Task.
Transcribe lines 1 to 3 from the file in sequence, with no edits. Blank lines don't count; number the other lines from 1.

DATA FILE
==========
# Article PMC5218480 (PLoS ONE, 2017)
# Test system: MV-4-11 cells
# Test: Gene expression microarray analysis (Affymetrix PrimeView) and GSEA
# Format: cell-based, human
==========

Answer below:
# Article PMC5218480 (PLoS ONE, 2017)
# Test system: MV-4-11 cells
# Test: Gene expression microarray analysis (Affymetrix PrimeView) and GSEA